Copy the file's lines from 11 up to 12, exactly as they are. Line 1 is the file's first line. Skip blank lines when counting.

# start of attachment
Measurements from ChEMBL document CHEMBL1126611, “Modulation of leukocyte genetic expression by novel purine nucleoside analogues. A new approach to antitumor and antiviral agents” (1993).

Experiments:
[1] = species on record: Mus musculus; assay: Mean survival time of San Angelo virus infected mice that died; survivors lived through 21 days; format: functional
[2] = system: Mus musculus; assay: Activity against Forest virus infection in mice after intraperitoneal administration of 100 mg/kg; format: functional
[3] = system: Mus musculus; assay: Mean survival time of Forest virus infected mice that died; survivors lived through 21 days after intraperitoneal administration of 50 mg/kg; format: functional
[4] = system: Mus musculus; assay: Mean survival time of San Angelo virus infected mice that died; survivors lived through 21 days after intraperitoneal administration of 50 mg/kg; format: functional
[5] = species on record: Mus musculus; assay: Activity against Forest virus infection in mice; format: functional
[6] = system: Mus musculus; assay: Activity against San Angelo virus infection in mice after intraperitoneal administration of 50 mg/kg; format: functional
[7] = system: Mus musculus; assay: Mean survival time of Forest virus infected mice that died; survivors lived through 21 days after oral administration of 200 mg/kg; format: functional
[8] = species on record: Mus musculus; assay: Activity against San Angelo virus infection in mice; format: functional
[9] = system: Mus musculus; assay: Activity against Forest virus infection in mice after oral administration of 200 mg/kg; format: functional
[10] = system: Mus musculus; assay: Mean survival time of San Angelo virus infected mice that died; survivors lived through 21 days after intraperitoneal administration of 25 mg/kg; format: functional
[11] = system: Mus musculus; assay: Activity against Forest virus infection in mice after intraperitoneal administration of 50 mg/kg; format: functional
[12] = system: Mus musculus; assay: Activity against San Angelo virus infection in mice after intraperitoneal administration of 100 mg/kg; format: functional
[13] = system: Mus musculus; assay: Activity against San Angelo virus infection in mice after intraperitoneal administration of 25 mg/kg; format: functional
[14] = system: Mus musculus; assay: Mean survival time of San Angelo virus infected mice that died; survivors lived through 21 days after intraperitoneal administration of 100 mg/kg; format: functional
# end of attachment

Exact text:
[9] = system: Mus musculus; assay: Activity against Forest virus infection in mice after oral administration of 200 mg/kg; format: functional
[10] = system: Mus musculus; assay: Mean survival time of San Angelo virus infected mice that died; survivors lived through 21 days after intraperitoneal administration of 25 mg/kg; format: functional